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Posts tagged ‘R.T. Kendall’

Value the Kindness of God.


But when the kindness and love of God our Savior appeared, he saved us, not because of righteous things we had done, but because of his mercy. —Titus 3:4-5

Gratitude may be defined simply as showing that one values the kindness of God. It is a feeling, but it is more than a feeling. Gratitude is also demonstrated by what we do; it may be a sacrifice in that we don’t have an overwhelming feeling. Sometimes we feel grateful; sometimes we do not. But we must always be grateful, whether or not we feel like it. We must do it, that is, demonstrate gratitude not only by words but also by deeds.

Gratitude shows that we set a value on God’s kindness. “In order that in the coming ages he might show the incomparable riches of his grace, expressed in his kindness to us in Christ Jesus” (Eph. 2:7).

Sanctification is thus the process by which we are made holy. It is both a process and an experience. It is used in the New Testament, however, in more than one way. Sanctification is something that happens to every Christian.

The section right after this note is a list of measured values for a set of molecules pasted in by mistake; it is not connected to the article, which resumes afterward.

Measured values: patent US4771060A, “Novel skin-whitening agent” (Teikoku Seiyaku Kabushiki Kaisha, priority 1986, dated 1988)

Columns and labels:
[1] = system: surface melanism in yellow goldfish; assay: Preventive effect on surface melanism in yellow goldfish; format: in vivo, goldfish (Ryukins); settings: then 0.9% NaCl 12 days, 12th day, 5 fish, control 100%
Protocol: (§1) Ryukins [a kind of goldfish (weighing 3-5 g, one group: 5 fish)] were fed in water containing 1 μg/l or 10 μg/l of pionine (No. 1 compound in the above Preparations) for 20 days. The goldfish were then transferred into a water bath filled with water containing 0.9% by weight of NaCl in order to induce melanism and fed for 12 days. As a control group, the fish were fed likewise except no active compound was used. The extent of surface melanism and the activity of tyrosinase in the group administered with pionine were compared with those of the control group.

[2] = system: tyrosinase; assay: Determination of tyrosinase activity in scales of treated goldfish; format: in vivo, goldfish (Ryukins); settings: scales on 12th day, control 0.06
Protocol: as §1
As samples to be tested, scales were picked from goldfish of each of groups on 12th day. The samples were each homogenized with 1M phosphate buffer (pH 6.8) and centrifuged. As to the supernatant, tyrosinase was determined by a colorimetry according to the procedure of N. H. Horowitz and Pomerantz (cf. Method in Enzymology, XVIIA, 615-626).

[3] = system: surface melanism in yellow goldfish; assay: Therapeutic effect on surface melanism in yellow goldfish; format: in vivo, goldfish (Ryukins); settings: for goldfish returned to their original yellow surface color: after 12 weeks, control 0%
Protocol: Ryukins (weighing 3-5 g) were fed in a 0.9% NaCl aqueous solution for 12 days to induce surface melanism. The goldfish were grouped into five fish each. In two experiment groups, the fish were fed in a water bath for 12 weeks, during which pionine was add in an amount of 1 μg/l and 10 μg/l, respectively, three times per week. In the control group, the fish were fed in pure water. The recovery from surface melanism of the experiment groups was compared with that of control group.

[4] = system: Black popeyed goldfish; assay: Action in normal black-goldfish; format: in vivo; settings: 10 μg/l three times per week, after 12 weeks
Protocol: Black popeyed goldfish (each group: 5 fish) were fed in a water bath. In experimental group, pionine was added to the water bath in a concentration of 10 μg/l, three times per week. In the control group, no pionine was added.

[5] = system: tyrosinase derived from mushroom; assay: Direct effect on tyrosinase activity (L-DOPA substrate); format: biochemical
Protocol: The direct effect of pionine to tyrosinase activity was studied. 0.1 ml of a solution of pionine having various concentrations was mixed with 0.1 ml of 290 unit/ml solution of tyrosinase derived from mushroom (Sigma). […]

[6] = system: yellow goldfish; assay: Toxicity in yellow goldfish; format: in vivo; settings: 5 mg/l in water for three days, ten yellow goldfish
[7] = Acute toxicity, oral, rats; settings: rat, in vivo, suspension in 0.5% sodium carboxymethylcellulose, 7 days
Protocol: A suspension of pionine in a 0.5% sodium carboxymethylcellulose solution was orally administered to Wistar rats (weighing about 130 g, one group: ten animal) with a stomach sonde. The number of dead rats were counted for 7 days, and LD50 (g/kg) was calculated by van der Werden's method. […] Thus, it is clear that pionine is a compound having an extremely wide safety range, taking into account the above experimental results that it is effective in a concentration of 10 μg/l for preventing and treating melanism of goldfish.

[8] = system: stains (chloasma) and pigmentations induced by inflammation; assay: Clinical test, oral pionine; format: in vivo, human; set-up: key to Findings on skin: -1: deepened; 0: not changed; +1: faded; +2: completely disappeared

Sanctification is progressive and is never completed until we are glorified. As Paul said, “Therefore, I urge you, brothers, in view of God’s mercy, to offer your bodies as living sacrifices, holy and pleasing to God—this is your spiritual act of worship. Do not conform any longer to the pattern of this world, but be transformed by the renewing of your mind. Then you will be able to test and approve what God’s will is—his good, pleasing and perfect will” (Rom. 12:1-2).